Export for manufacturing. Gerber files for printing PCBs can be exported layer-by-layer or in batches with DipTrace. You can even specify details like what components need to be exported to the files, what accuracy is needed and preview to visualise your configuration.

Numerical control (N/C) drill file that needs to be sent in to the manufacturer can also be generated with just a few clicks. Also, with 3D-preview-&-export module, you can see the 3D model of the board with all components installed, rotate it, change parameters to see the effect and export 3D PCB in STEP format for mechanical computer-aided design integration.

Efficient and easy to use
Having seen how you can use DipTrace to design PCBs faster and better, one might wonder how the tool manages to do what it does. Let us now take a look at three features that make the design tool work its magic.

Component editor. Manage component library, make new components and edit old ones with this editor. You can design the component, choose its properties and functioning details.

For chips, you have the choice of different kinds of packages, too. You can even group pins based on their functionality and handle these as a single unit.

Pattern editor. Every component has a particular pattern (footprint) on the PCB on which it is placed. This is like the allotted place with required connections in order. This editor helps you make and edit these patterns, letting you specify the parameters. Pad specifications like position, shape and numbering can also be worked around using templates and special features.

Pattern editor also allows you to connect patterns to your 3D model for a wholesome picture.

Fig. 4: Visualise how your PCB will look

Cross-module library management. With exclusive sections for components, patterns and 3D models, all libraries in DipTrace are organised into groups where both components and patterns can be stored. The structure of the libraries gives easy access to components. Also, with an efficient filter, you can search these by reference, designator, type or value.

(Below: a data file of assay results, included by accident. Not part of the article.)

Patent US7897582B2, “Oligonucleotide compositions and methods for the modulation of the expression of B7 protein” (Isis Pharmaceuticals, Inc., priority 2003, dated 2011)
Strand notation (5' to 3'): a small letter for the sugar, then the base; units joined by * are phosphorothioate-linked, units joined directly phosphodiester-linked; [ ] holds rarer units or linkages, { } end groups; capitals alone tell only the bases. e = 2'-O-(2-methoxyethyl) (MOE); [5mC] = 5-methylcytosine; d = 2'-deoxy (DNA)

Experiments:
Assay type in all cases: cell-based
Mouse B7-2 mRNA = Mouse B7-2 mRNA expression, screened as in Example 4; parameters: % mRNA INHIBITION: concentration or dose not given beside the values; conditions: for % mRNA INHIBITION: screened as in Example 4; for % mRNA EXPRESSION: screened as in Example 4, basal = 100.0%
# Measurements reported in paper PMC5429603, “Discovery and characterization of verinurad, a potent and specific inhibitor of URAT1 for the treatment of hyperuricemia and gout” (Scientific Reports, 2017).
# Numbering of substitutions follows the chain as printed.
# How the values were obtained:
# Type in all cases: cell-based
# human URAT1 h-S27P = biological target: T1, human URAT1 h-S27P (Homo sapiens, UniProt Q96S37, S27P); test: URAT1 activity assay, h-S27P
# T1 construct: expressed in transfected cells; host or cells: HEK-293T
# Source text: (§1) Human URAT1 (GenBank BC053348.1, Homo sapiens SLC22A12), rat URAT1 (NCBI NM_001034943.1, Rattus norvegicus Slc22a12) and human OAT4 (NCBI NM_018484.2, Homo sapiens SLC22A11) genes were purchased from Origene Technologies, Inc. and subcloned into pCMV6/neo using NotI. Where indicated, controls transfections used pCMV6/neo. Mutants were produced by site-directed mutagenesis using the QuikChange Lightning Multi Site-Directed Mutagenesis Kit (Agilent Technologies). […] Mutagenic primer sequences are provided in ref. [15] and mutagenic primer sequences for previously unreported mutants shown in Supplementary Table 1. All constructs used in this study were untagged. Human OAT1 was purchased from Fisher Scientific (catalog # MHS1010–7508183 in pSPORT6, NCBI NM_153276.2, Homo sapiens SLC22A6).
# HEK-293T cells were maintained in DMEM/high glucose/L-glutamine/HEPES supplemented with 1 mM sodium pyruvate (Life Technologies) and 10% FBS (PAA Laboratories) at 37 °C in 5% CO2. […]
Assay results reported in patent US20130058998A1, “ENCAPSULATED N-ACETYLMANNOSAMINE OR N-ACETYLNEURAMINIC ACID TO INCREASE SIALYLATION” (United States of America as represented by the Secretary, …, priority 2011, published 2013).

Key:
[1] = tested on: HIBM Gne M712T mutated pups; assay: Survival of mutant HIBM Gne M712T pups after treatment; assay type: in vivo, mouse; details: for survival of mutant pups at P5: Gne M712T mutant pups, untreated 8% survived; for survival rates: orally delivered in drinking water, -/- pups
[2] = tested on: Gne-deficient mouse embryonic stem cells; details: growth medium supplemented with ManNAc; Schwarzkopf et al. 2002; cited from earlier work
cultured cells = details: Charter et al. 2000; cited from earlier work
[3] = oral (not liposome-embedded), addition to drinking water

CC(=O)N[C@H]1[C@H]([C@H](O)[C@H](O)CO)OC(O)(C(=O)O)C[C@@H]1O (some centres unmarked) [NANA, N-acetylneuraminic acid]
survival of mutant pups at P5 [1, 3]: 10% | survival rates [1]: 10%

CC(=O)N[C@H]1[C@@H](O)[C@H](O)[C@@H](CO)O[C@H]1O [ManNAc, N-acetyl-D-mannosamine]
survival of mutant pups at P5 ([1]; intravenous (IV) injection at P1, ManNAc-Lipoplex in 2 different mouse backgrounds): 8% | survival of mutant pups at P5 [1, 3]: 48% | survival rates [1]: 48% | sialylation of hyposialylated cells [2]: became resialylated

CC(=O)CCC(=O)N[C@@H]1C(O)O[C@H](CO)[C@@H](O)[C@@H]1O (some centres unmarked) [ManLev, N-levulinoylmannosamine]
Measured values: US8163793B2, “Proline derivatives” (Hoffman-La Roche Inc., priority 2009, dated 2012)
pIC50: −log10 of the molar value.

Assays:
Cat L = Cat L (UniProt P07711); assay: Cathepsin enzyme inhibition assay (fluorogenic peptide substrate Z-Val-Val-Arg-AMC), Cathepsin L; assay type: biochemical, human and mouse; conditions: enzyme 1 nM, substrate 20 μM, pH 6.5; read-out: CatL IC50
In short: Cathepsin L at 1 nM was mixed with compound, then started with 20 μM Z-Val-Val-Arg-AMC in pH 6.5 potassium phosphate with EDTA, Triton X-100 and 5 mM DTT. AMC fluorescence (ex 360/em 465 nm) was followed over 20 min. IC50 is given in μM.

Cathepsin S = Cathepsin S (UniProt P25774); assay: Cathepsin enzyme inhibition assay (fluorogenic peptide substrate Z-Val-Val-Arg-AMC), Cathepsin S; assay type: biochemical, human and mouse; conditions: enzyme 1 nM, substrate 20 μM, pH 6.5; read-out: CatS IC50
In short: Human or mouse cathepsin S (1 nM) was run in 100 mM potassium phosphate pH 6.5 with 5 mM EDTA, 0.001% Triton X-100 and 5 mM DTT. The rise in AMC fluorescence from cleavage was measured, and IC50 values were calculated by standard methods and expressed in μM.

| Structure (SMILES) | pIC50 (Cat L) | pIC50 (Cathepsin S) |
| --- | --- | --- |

Learn from first-hand experience
There are two factors that seem to be making users choose DipTrace. One is the graphical user interface (GUI) that is easy to use, easy to learn, intuitive and familiar. The other factor is export/import feasibility.

The process adds no complications and thus, users find DipTrace easy to work with when they want to use multiple software for different areas of expertise, like exporting files to Spectre for auto-routing.

There are also users who stick to the software as developers are active on various forums. Certainly makes it easy when you have doubts you want answered quickly, would you not say?

Interestingly, you can install DipTrace on multiple systems, but only one copy of the software should run at a time. A user on Parallax forum says, “I use DipTrace but also use Eagle to review designs for customers that use Eagle. I would definitely say that DipTrace is better of the two. I still struggle with certain things in Eagle, but DipTrace was easy to use from the get-go. I am still learning all the tricks, but throwing together a basic PCB in DipTrace is super easy and requires very few intelligence quotient points.”

DipTrace developers are open to user complaints and appropriately react to the engineering community with improvements and updates.

Make the most of updates
DipTrace enjoys huge community support and offers good support to its users. The version with this month’s DVD is DipTrace 2.4. Get accustomed to it quickly as the next version 2.9 is in Beta stage. It includes support for differential-pair routing, not just in designating nets as pairs but using it as a single unit while routing manually.

An interesting way of working with this tool is to use hot-keys or keyboard shortcuts. The latest version allows you to customise your hot-keys according to your comfort. With additional support to the modern open database (ODB++) and new-generation Gerber X2 formats, PCB manufacturing seems to be at its best.


The author is a technical journalist at EFY

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